The University of Milan (UMIL) is a public teaching and research university, which with 8 faculties and 2 schools and a teaching staff of more than 2000 professors, is distinguished by its wide variety of disciplinary fields. A leading institute in Italy and Europe for scientific productivity, the University of Milan is the largest university in the region, with approximately 64,000 students; it is also an important resource for the socio-economic context of which it is a part.
As a Partner of the EDEN2020 Consortium, their collaboration and on-going work is vital to the success of the project. The veterinary research group of UMIL is composed by Prof. Davide Danilo Zani, Prof. Fabio Acocella, Dr. Stefano Brizzola and Marco Trovatelli. The group focuses on the study and validation of the steerable catheter and of the robotic system. Their aim is to study the feasibility of the system through an animal model, and is based on the quantitative assessment of drug diffusion and the extent of brain damage. Furthermore, the aim of their work is to understand and find any discrepancies between the theoretical framework of the system and of its actual clinical application. This is carried out in close collaboration with the unit of Neurosurgical Oncology of UMIL, Università Vita-Salute San Raffaele, Politecnico di Milano and Imperial College London (IMPERIAL).
Marco Trovatelli (DVM, PhD student) is currently visiting our IMPERIAL team to gain critical insights to the day-to-day project progression. An account of his visit is as follows:
‘I graduated from Università degli Studi di Milano (UMIL) in Veterinary Medicine in 2016. After my degree I decided to undertake a PhD in Animal Science at UMIL as part of the EDEN2020 project.
As part of this project I am now working at Imperial College London in the Mechatronics in Medicine and Tribology groups, led by Prof. Ferdinando Rodriguez Y Baena and Prof. Daniele Dini, respectively.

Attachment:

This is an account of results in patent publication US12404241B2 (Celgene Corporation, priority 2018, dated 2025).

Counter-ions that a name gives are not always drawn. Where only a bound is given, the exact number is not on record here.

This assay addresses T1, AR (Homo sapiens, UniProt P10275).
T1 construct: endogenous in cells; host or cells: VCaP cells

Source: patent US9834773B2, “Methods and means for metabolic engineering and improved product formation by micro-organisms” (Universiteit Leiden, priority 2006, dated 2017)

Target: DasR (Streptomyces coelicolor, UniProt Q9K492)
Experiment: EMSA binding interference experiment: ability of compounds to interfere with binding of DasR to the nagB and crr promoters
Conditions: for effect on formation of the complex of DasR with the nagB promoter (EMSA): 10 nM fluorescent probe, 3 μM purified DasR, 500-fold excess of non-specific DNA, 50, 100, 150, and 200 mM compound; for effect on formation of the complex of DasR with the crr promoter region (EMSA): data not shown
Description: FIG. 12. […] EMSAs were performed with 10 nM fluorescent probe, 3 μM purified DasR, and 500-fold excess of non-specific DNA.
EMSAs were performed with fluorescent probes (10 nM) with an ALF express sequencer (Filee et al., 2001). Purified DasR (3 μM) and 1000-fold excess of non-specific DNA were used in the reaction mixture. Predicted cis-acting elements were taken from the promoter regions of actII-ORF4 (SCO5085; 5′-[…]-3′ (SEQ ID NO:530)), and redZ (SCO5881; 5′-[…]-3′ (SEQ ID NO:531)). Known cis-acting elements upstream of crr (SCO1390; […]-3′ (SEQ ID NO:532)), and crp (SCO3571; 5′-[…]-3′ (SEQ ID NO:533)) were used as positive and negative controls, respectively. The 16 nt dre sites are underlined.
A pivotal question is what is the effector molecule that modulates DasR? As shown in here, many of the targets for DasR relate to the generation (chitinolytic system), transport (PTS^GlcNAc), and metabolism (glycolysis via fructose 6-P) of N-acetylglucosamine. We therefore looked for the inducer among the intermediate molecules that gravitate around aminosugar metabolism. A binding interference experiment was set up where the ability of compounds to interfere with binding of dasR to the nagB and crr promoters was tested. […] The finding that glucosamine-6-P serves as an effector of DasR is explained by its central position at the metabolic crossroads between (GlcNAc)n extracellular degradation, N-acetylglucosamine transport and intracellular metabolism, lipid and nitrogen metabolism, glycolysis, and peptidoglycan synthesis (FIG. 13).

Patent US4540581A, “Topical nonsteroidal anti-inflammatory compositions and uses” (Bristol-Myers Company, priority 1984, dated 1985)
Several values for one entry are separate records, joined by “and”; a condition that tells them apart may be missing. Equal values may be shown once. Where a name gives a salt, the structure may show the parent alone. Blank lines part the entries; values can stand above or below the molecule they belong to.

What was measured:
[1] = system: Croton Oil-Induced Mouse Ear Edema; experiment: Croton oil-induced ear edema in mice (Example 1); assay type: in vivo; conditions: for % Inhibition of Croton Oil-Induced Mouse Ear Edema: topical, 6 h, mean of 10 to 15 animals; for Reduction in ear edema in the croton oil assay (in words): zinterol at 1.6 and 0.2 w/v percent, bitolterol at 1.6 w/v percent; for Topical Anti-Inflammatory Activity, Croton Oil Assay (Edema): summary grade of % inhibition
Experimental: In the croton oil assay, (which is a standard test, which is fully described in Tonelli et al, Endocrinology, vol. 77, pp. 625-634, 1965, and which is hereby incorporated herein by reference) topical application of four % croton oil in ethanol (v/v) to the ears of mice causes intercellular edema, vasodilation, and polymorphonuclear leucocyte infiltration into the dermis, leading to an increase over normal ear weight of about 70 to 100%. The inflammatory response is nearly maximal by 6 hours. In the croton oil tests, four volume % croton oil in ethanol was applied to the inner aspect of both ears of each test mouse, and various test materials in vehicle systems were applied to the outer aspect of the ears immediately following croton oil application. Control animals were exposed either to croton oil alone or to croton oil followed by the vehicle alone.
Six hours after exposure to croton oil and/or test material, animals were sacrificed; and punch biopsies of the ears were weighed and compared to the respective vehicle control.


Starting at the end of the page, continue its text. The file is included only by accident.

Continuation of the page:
Here I am actively employing several technologies (e.g. a FIB SEM) to understand and assess the extent brain damage at the cellular level. This includes a comparison of surface damage when using a rigid catheter compared with the steerable one, the extent of damage to the blood brain barrier and the inflammatory immune response after insertion of the catheter. This work is carried out by Andrea Bernardini, a PhD student at Imperial College London who is developing a finite element model of the brain, and myself. On top of this, I am collaborating with Dr. Riccardo Secoli to optimise the surgical system based on clinical evidence and technical needs.
On a personal note, my experience here is enabling me to collaborate with fantastic people, both from a professional and human perspective, where team work and multidisciplinarity are highly encouraged.
This exciting approach, which brings together people with different educational backgrounds to work together, I am sure will facilitate a successful outcome to the project and is an example of high level collaboration in research.’
As a European funded project, we aim to continually increase knowledge sharing and understanding throughout the Consortium and beyond. Marco’s visit to the IMPERIAL team has provided a unique opportunity to do this and we look forward to expanding our collaborative efforts going forward.